Overvoltage protection kicks in for voltages greater than VCC plus a diode drop (e.g. 0.7V).  For example if your connect the input to 12V, the top half of D1 conducts, and  you end up with 6.3 Volts across R1, and conversely about 13mA flowing through D1.  If Vin is negative, the bottom half of the BAV99 conducts saves your micro's input pin.
One problem is that you need to route voltage and ground to each clamp, and if your design is densely packed, actually making these routes could be a problem, and that's why I ruled out it's use in this project.

Beware the Polyswitch

Oh God how I hate these.  

On the surface, the idea of a resettable fuse is brilliant.  With respect to my requirements a polyswitch only provides short circuit protection, and offers nothing for reverse bias or overvolts.  That's fine, and that's not my grudge.

With Polyswitches, you need to have a good look at the datasheet to appreciate just how evil these things are.  Here's an example. 

Say you want to limit current to 50mA.  A quick look at the above datasheet might have you selecting the 0603 sized femtoSMDC005F which on the surface looks like a winner.

But if you take a look at the 'Time to Trip' curves, you might rapidly become horrified..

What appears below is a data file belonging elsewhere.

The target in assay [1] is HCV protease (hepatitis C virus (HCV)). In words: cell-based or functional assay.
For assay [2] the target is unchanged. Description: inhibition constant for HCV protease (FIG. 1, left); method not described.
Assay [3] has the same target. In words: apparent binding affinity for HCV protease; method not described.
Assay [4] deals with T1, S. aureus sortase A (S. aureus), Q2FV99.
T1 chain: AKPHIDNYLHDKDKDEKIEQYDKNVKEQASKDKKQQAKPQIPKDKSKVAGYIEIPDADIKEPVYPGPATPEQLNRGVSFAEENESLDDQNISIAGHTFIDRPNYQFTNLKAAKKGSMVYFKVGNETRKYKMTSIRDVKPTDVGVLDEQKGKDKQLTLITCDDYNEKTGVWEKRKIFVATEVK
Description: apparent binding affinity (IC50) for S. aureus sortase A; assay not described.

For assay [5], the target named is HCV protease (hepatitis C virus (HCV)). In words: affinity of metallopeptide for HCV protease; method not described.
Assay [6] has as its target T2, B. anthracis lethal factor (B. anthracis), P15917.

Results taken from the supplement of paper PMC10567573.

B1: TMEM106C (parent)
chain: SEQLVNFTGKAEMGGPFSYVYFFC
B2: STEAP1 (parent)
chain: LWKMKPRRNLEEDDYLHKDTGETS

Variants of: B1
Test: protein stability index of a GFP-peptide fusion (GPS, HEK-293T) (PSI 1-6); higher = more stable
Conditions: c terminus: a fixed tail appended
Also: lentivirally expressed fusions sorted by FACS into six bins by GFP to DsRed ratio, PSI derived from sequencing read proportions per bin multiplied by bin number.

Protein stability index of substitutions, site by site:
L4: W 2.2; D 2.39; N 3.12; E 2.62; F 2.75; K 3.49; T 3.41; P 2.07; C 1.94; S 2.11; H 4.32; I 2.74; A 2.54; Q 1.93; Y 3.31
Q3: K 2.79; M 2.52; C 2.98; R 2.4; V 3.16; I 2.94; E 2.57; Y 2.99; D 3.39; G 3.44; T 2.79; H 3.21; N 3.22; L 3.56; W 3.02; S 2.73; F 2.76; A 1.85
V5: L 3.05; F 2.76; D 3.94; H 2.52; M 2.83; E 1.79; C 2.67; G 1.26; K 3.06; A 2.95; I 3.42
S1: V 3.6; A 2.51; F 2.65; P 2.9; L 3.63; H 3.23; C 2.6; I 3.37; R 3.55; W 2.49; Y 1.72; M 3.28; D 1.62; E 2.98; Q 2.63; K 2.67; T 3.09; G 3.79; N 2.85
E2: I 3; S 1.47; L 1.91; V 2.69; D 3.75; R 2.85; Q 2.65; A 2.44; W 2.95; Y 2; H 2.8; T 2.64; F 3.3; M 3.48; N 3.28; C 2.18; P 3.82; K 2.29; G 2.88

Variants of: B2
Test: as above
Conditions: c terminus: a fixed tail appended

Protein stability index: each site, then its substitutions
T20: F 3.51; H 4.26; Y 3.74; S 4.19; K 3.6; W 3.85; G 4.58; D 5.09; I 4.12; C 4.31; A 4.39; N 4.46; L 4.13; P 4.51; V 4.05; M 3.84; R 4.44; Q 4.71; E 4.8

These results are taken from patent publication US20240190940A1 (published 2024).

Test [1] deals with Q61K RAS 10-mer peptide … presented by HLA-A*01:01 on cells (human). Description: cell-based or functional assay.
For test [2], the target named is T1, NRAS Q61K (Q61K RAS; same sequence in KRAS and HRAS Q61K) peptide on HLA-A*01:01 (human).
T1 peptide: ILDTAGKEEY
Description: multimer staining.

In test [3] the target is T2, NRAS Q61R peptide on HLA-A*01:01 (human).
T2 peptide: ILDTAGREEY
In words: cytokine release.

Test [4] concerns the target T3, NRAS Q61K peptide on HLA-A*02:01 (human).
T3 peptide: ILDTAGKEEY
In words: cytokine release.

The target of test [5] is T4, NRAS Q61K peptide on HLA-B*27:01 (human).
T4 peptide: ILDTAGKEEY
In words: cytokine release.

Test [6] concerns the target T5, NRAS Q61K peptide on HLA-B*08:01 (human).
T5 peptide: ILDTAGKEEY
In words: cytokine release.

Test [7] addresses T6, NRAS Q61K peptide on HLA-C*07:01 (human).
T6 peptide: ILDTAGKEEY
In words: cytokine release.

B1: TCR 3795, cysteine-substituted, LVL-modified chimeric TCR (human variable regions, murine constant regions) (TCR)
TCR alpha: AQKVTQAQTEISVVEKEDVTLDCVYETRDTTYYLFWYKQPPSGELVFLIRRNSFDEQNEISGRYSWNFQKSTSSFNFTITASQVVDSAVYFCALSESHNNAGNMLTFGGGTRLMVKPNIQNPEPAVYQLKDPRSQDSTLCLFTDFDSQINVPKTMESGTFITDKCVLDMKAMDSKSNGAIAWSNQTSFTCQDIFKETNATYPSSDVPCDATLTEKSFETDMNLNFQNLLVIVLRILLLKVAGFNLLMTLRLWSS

For our sample we are interested in the A curve.  Notice that the X axis is logarithmic current in amps, the Y axis Time to Trip in seconds.  But what do these curves mean?

I've modified the chart to show a few things.  The red line is the rated current of our selected polyswitch, 50mA.  You will see that we never cross the A curve, so in effect at 50mA this chart tells us that the polyswitch will never trip.  Which makes sense, you don't want it to switch at 50mA, all is good.
But take a look at the green line.  I've placed this at a time to trip of 10 seconds.  You can see that the green line crosses the A curve at a  point that equates to current of over 100mA (it's between the 0.1A and 0.2A lines on the curve).  Or in other-words, at 100% over rate, the polyswitch will take up to 10 seconds to trip.